March 31, 2006:
The Not A Cornfield project team has handed the keys to the Cornfield site back to State Parks and moved across the street into our new offices at 1745 Spring St.
Contact State Parks for public access and information about tours and open hours.

PROGRAM ARCHIVES


Most recent image from webcam.

Watch short films about the project

GROUP TOURS

For Group and school tours, please call Carmelo Alvarez at (323) 226-1158


 

 

project  missionartlandcornpublic eventsblogteampartnerscontact
 

THE GOLD PHASE (October 23 - December 4, 2005)

From brown to green to gold to blue: having cleared the way and laid the infrastructure for the dreams of others to be actualized, the art project Not A Cornfield will end. The seeds for this state park as a space full of life will have been germinated.

“Artists need to create on the same scale that society has the capacity to destroy.” Lauren Bon, 2005

STAY INFORMED
PROJECT BLOG

DIRECTIONS + MAP
JOIN OUR EMAIL LIST

MULTIMEDIA
PHOTO GALLERY
VIDEO SHORTS
AUDIO SLIDESHOWS
LIVE WEBCAM
AUDIO STREAM

GOLD PHASE EVENTS

Join us each Sunday afternoon from October 23 to December 4.

From October 26-November 6, Not A Cornfield presents “La Ofrenda (The Offering): Halloween to Day of the Dead.”

The Not a Cornfield site will remain open to visitors during our normal hours throughout the Gold Phase and all events are free.

RELATED LINKS
CA STATE PARKS PLANS FUTURE USE OF THE SITE

Listen to the sounds (mp3) of the dry and brittle corn plants as recorded on Nov. 28.
- Not A Cornfield photo by Jaime Lopez. See more of Jaime's photos here

As October moves into November, the irrigation lines have been lifted from the Not A Cornfield site and a gold blush slowly spreads through the field as the corn dries out in readiness for harvest. Once harvested, the corn stalks, leaves and husks will be processed into ecyclable materials, the majority of the ears will be used to produce ethanol, and the rest will be saved for seed stock.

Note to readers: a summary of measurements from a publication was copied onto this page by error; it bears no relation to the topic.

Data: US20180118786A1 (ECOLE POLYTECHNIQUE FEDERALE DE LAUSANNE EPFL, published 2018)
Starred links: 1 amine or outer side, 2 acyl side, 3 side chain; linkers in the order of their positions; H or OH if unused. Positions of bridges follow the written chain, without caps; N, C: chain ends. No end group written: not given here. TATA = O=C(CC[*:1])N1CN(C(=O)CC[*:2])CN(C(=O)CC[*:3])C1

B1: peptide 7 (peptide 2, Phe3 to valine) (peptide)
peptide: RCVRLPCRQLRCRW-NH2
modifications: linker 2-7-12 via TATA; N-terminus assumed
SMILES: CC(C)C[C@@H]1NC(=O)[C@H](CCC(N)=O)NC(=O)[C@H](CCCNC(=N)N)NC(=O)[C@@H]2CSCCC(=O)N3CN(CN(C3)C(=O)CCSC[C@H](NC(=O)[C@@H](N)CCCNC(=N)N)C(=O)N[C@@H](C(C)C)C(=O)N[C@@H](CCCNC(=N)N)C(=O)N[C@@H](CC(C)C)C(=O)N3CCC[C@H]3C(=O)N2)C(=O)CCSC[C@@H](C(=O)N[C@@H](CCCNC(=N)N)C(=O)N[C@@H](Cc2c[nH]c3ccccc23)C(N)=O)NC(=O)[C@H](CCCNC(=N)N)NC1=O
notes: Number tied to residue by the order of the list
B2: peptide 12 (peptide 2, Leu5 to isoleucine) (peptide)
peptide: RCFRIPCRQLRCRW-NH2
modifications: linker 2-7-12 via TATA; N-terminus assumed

A late crop grown to be stored against winter scarcity, corn has long been a cross-cultural symbol of abundance after labor, and hope for the coming of spring. At the same time, the corn harvest is also associated with such markers of autumn’s shortening days and lengthening nights as Halloween and the Day of the Dead.

We invite you all to come and work, play, and celebrate the corn, the cornfield, and the season with us. The corn will be hand-harvested in such a way that a series of half-acre ‘rooms’ will be opened up in the field, providing arenas for a variety of activities in addition to gathering the corn.

- Not A Cornfield photo by Steve Rowell.

The Colors of the Cornfield

Last year the earth in which this corn now grows was gray. A century of industrial use, coupled with the jacketing of the LA River in concrete, had left the soil of a once-fertile flood plain polluted, desiccated, and strewn with trash. While the site, commonly known as the Cornfield, had been designated the Los Angeles State Historic Park in 2001, the process of creating it as a park was lengthy and challenging, and it seemed likely that the earth would remain gray and lifeless for at least the immediate future.

Over the course of the past six months the Not A Cornfield project has caused this 32-acre plot to be cleaned, leveled, augmented by 1,500 truckloads of good dirt, irrigated, powered with electricity, and planted with corn - a crop that further leaches pollutants from the ground. Today no longer gray, the earth is a rich brown and the lush green stalks it hosts are bearing a golden harvest. From gray to brown to green to gold, Not A Cornfield has reclaimed an arid plot of land for fertility and public use.

More than a practical intervention intended to transform the soil however, the project also opens up a space for contemplation and possibility. Seeded by the artist’s dream in which this area she has known from childhood was abundant with corn and awash in blue light, Not A Cornfield will conclude as it began, in the blue of dreams. For once harvested the field will be lit by blue light, the color symbolic of reverie, yearning, faithfulness and distance.

From brown to green to gold to blue: having cleared the way and laid the infrastructure for the dreams of others to be actualized, the art project Not A Cornfield will end. The seeds for this state park as a space full of life will have been germinated.

“Artists need to create on the same scale that society has the capacity to destroy.” Lauren Bon, 2005

STAY TUNED FOR THE BLUE PHASE (Beginning December 3, 2005)

 

 
 
© 2005 Not A Cornfield LLC |  Legal + Copyright | *External links are not associated with Not A Cornfield LLC